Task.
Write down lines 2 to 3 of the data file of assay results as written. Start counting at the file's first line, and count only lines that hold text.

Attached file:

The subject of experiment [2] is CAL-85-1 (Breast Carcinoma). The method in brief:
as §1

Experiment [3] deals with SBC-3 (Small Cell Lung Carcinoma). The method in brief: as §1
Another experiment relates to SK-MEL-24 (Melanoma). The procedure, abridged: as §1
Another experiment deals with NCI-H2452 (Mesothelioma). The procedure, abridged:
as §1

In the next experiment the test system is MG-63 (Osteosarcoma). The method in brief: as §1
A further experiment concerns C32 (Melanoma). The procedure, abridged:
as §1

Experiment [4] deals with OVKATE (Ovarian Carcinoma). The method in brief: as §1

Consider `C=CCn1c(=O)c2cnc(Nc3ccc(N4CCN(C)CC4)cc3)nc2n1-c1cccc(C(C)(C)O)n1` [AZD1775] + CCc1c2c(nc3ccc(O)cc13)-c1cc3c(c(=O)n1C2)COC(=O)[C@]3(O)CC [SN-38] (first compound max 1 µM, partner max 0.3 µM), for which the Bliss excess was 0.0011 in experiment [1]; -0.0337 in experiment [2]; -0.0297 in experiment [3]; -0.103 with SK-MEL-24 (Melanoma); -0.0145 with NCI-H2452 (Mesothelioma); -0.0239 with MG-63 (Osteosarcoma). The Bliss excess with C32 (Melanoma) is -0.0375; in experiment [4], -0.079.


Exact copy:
as §1

Experiment [3] deals with SBC-3 (Small Cell Lung Carcinoma). The method in brief: as §1